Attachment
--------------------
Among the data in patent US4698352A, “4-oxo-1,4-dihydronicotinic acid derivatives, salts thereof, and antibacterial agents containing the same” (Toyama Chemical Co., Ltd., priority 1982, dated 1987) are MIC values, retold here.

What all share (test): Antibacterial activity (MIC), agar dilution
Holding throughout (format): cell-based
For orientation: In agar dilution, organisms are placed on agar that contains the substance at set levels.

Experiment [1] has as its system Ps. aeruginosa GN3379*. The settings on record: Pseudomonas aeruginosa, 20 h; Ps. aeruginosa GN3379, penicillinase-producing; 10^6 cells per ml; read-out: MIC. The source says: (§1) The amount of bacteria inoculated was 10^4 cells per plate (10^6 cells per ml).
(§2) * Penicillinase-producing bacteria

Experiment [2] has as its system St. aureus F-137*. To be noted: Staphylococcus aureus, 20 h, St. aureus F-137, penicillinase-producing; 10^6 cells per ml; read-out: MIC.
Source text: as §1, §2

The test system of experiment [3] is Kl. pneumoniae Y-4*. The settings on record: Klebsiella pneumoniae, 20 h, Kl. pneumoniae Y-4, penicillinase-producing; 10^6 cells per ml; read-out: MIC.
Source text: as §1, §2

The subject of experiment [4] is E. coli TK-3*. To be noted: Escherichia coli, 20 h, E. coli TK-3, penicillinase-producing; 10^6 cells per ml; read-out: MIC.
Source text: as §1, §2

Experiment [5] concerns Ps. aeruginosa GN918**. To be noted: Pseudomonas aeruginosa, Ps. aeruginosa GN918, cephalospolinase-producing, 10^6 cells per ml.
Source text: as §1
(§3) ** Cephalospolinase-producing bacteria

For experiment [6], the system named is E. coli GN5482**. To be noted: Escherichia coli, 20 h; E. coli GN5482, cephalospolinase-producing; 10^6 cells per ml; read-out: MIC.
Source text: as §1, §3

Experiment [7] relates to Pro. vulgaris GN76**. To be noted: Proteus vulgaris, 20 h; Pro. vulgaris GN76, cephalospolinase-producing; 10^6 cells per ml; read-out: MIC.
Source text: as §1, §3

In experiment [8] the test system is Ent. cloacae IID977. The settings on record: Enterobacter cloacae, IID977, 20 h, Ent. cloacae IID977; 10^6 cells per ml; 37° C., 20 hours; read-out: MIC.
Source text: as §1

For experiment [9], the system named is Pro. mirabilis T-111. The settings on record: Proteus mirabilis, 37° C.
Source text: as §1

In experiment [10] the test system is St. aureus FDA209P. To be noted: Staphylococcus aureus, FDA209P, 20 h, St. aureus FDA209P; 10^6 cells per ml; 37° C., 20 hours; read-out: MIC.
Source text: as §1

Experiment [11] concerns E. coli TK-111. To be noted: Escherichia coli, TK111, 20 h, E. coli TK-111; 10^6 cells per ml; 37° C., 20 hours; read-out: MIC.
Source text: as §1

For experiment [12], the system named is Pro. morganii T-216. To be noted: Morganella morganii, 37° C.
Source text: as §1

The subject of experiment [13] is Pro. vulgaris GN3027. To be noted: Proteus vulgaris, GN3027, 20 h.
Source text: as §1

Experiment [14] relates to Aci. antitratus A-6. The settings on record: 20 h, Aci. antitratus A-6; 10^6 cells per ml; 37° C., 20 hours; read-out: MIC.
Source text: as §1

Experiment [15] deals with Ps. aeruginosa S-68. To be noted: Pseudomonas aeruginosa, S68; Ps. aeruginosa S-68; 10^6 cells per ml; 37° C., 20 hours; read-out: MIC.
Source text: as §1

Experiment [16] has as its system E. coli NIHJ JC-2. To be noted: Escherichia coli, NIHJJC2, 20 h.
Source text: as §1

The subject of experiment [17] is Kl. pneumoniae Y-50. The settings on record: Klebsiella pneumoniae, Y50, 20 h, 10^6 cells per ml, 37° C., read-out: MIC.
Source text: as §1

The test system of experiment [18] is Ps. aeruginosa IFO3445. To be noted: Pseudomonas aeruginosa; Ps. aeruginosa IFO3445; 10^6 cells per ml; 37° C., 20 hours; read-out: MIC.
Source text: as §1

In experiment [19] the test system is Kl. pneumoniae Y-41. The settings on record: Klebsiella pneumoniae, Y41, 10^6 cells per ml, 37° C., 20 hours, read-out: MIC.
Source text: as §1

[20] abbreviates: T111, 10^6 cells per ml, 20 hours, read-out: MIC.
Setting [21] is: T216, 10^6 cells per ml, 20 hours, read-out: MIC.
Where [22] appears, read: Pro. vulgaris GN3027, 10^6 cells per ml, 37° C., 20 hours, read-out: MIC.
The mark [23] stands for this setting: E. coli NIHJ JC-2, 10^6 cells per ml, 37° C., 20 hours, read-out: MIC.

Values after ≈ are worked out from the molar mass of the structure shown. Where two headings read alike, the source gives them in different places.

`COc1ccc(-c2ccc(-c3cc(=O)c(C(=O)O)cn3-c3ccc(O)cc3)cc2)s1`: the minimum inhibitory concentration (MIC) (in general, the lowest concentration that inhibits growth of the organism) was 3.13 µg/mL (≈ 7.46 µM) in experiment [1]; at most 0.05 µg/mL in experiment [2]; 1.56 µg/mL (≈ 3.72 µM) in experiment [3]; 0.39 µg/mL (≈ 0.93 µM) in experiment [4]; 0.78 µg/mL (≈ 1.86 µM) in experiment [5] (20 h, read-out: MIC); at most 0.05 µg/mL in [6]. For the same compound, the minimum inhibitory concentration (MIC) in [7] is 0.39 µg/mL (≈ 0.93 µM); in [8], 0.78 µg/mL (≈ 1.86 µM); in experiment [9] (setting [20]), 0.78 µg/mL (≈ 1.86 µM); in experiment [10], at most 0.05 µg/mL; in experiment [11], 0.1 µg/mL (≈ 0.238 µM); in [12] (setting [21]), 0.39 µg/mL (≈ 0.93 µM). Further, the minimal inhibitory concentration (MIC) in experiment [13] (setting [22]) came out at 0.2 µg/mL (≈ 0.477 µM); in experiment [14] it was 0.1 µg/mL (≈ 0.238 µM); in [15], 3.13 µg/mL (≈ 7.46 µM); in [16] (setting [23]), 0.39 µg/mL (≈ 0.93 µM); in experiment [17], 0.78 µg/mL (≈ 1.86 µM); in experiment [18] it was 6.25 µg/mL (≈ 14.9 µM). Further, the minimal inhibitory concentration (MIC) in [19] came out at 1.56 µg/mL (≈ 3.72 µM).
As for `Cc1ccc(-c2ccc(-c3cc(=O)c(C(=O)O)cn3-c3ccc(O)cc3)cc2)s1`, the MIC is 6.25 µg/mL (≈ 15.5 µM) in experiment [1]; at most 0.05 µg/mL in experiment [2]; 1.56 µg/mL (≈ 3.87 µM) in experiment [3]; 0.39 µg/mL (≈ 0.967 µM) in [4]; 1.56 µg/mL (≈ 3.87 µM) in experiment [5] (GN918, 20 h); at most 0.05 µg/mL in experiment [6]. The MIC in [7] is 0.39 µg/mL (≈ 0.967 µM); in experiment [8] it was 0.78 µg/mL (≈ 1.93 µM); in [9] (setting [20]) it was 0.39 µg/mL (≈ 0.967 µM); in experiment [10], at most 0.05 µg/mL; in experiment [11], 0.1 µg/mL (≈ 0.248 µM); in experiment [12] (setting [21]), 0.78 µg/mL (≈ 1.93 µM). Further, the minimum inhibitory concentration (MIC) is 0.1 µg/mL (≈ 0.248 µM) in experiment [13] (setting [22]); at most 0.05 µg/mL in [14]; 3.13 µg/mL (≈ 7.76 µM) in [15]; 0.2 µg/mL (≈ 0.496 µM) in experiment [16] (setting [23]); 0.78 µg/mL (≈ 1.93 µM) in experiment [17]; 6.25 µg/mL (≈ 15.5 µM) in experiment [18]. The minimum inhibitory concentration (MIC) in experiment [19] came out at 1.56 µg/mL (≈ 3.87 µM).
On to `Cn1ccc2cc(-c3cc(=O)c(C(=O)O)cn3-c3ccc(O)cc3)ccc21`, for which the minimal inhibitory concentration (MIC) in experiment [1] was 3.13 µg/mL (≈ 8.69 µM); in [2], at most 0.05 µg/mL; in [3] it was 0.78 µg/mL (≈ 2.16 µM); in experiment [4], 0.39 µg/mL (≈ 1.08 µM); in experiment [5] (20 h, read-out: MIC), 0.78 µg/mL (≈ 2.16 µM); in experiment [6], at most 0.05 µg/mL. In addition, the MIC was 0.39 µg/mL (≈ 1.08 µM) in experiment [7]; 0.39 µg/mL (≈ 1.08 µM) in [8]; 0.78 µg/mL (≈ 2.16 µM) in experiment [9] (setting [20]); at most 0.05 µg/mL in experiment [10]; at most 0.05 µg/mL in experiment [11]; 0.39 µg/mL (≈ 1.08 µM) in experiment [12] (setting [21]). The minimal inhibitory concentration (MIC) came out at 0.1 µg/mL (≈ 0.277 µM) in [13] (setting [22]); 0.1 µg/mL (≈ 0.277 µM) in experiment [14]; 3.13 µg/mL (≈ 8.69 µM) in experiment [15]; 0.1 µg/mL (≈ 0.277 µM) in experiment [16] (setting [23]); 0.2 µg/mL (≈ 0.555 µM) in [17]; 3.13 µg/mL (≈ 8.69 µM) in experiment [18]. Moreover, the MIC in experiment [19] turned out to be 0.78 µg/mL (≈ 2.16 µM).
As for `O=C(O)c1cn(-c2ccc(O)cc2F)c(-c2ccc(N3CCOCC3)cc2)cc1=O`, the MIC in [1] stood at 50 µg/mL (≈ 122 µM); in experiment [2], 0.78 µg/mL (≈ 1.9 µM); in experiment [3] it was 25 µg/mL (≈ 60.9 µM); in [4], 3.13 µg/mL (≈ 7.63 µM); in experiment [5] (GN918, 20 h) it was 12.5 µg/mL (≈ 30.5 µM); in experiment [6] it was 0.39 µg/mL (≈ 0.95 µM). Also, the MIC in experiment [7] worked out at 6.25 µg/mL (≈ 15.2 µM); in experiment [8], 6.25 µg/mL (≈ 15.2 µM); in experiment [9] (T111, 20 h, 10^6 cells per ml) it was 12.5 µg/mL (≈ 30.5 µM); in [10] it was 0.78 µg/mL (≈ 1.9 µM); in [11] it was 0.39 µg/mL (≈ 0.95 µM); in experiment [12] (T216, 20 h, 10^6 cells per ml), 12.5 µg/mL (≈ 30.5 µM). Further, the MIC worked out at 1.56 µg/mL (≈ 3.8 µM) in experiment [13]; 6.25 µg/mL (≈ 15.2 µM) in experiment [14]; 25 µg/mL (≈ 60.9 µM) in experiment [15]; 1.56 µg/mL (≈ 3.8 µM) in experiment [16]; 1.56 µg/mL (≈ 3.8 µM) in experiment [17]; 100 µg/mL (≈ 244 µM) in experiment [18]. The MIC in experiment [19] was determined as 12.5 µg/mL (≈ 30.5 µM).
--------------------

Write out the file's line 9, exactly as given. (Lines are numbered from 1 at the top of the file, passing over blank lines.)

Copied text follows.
The test system of experiment [3] is Kl. pneumoniae Y-4*. The settings on record: Klebsiella pneumoniae, 20 h, Kl. pneumoniae Y-4, penicillinase-producing; 10^6 cells per ml; read-out: MIC.